I had a great hang glider flight today. I launched from Crestline, 5,200 feet MSL and climbed a couple of thousand feet and headed to the west end of the ridge, 7 miles or so away. There I found a thermal that started out weak, about 150 FPM clmb rate, that solidifed and got stronger, eventually climbing at more than 800 FPM until I got to 11,200 feet MSL. I crossed Cajon Pass and I-15 to the east end of the San Gabriel Mountains, a little west of where I had gotten to last week. I found lots of sink, but poked around until I found another weak thermal that got good. I wanted to fly over Cucamonga Peak, ~8900 feet MSL, but wanted to be at 11,000 feet before making the last two mile jump. I only got to 10,500, and decided to head for the sharp ridge that comes off the peak to the northwest. When I got there I found massive lift, >1,000 FPM, and was soon at 12,000 feet, and getting cold. I looked at the peak of Mount Baldy a few miles away and deep in the craggy mountain complex, but decided I'd make my predetermined goal and head back home. Right over Cucamonga Peak there was strong lift, and I let myself climb to 13,700 (500 feet higher than my highest point last week) and the turbulence meant I was having lots of weightless moments. I headed back toward Glen Helen, home of Blockbuster Pavilion, and San Bernardino beyond. I decided to fly over my current residence to the southeast of Little Mountain before heading for the LZ. That was fun - I was about a mile AGL and could see my house and my brother's car and stuff. Landed at the LZ uneventfully after a two hour flight that covered at least 25 miles. It has been at least 10 years since I last did the Cuc-and-back run, and that was a day when staying at high altitudes required only being in a glider, unlike today, when it took being patient and working what lift could be found. It is really neat being two miles off the ground, seeing private planes way down below, and even looking down at the occasional jet airliner heading for Ontario or LAX. There were literally a couple of million people in my field of view, but only a handful of us were up in the wild blue yonder in direct touch with those awesome forces of nature (forgive me if I wax a bit poetic).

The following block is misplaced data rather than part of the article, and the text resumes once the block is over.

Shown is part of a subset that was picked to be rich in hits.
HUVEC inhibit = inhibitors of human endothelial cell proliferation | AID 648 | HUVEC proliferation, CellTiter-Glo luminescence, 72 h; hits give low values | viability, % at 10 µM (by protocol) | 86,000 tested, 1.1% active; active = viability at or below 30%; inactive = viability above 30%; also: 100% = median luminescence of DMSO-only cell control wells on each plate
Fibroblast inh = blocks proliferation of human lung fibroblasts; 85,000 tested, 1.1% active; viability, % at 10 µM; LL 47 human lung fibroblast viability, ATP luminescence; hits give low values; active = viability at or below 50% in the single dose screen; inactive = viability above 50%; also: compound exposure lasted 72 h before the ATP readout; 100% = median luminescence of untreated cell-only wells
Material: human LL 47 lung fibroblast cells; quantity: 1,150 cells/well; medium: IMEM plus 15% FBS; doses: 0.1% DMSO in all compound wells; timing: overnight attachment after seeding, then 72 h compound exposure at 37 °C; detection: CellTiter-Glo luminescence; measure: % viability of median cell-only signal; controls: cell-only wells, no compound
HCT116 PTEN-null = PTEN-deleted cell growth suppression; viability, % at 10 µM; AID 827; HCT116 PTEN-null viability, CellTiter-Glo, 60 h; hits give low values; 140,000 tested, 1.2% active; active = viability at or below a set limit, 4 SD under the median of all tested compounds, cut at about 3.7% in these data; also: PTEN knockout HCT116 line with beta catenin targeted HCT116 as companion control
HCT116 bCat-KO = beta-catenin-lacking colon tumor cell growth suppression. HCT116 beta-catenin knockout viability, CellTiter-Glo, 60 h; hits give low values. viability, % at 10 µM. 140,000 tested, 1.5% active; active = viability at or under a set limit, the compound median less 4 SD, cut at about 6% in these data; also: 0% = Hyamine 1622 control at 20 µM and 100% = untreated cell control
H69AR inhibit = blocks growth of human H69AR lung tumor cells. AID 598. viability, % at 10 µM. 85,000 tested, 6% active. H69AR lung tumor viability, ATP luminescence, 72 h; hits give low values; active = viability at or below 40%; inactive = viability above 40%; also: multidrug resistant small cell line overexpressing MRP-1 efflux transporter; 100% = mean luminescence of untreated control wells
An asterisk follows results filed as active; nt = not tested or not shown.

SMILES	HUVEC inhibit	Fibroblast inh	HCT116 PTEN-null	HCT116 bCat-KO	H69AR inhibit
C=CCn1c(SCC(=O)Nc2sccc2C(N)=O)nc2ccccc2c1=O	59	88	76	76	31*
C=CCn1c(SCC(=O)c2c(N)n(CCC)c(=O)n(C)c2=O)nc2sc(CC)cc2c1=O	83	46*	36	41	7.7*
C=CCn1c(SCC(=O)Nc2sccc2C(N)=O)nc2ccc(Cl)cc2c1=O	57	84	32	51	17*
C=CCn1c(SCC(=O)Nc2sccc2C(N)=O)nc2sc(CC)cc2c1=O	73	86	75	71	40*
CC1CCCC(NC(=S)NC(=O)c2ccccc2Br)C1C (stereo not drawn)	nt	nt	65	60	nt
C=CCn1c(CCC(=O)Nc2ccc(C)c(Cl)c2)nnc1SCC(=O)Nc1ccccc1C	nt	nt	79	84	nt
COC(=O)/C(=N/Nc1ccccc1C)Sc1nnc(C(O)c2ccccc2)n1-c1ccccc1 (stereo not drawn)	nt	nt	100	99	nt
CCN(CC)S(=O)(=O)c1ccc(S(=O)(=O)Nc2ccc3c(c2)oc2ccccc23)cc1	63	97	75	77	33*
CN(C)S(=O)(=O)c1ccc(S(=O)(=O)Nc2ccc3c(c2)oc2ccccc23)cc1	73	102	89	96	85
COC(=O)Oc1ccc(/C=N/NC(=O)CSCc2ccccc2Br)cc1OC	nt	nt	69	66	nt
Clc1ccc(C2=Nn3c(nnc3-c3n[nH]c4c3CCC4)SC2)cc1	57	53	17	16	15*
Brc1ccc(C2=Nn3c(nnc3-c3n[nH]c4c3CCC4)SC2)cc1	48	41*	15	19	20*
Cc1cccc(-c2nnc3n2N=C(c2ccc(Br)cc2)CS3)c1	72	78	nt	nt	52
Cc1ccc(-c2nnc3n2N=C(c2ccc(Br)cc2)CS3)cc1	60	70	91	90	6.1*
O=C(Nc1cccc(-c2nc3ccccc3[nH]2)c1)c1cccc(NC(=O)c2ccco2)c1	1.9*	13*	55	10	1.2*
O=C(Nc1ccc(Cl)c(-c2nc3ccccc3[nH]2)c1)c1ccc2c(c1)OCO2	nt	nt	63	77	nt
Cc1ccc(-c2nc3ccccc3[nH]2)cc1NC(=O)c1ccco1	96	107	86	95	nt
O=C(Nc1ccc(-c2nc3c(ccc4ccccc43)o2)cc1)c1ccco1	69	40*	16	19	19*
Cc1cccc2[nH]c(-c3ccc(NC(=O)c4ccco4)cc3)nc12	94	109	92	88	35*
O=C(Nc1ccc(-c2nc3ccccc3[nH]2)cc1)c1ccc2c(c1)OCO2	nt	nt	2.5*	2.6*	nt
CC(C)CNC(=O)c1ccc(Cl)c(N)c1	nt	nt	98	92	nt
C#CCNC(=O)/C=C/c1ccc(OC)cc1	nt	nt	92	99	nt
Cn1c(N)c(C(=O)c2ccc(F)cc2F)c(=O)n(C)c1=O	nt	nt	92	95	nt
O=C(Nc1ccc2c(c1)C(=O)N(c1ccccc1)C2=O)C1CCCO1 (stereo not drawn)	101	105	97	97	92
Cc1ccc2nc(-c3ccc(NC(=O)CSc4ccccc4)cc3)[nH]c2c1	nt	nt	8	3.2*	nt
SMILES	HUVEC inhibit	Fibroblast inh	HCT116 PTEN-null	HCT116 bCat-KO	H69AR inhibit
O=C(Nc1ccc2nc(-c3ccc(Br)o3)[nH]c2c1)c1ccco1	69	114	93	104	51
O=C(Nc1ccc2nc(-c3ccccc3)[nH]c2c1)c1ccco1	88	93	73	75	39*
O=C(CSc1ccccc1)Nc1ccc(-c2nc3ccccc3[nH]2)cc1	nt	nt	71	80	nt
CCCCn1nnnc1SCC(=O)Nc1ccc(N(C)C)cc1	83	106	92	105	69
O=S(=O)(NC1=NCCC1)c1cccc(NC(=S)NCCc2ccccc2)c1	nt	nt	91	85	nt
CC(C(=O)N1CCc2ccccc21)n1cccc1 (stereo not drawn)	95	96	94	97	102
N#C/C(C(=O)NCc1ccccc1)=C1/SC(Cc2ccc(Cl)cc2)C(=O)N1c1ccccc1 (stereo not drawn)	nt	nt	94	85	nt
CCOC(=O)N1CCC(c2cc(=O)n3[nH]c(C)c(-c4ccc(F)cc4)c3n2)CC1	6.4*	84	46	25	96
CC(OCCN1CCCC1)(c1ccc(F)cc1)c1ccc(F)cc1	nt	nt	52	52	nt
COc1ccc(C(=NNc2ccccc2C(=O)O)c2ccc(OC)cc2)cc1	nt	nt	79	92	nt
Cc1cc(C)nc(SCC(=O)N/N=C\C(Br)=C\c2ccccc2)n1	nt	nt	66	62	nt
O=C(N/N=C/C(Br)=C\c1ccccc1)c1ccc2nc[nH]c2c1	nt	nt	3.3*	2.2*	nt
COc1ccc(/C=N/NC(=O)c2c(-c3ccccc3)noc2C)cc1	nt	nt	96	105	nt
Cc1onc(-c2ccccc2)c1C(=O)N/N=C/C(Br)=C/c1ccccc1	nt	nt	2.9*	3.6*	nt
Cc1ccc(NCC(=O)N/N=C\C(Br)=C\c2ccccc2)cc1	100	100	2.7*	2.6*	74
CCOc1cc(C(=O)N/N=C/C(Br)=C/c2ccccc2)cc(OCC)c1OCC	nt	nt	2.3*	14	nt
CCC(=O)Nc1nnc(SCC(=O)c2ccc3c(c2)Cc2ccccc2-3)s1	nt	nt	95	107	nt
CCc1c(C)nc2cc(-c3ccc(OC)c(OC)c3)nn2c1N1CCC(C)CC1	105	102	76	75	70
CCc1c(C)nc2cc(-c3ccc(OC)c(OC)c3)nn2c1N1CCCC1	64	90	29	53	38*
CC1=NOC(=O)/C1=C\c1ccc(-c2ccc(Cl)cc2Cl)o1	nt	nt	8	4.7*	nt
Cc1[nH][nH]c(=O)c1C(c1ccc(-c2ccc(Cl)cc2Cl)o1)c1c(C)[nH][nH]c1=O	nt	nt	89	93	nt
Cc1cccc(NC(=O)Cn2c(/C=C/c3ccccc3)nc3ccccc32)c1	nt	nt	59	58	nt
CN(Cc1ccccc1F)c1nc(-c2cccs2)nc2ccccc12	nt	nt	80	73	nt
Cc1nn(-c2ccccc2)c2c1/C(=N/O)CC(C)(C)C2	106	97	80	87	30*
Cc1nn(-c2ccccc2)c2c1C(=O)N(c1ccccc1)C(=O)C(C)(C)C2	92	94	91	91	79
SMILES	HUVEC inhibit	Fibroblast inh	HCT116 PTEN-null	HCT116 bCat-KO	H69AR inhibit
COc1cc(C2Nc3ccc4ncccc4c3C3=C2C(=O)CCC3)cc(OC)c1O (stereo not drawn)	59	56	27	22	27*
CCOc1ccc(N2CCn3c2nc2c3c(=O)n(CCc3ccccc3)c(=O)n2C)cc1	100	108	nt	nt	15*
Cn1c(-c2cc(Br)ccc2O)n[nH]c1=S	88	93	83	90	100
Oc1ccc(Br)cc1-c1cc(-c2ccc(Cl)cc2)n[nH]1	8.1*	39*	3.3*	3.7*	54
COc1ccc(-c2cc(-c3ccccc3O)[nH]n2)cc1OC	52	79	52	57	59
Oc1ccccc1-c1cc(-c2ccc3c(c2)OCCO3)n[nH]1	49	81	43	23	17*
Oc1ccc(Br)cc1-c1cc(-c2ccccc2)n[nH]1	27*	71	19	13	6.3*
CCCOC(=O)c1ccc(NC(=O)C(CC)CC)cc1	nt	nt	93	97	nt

Before launching I went to my old place up near Crestline launch to see what was wrong with the weather station that uploads wind and weather data to the Crestline Soaring Society website every five minutes. It had been down since Friday morning, even though I phoned the neighbors Friday and they had gone in and rebooted the computer. My Ex is away on a trip. I had the neighbor go in with me. It seems the house sitter, who wasn't there, had accidentally unplugged the weather station when he plugged in a USB hard drive or something. I plugged the station back in and reset time, date, barometric pressure, etc. A few hundred hang glider and paraglider pilots in Southern California rely on the graph of the wind and weather data to tell whether Crestline is the place to fly on any given day. There's a webcam looking over the valley too. So I did my good deed for the day before flying, even though it is still very painful to visit my old home - I only moved out 5 weeks ago. The other neighbors, who bought the place since she couldn't make the house payment herself, have said that when she moves away, within the next six months, I'll be able to keep the weather station there in exchange for computer help. That seems like a more than fair deal. Our club will probably keep paying for the DSL connection in compensation, so everybody benefits.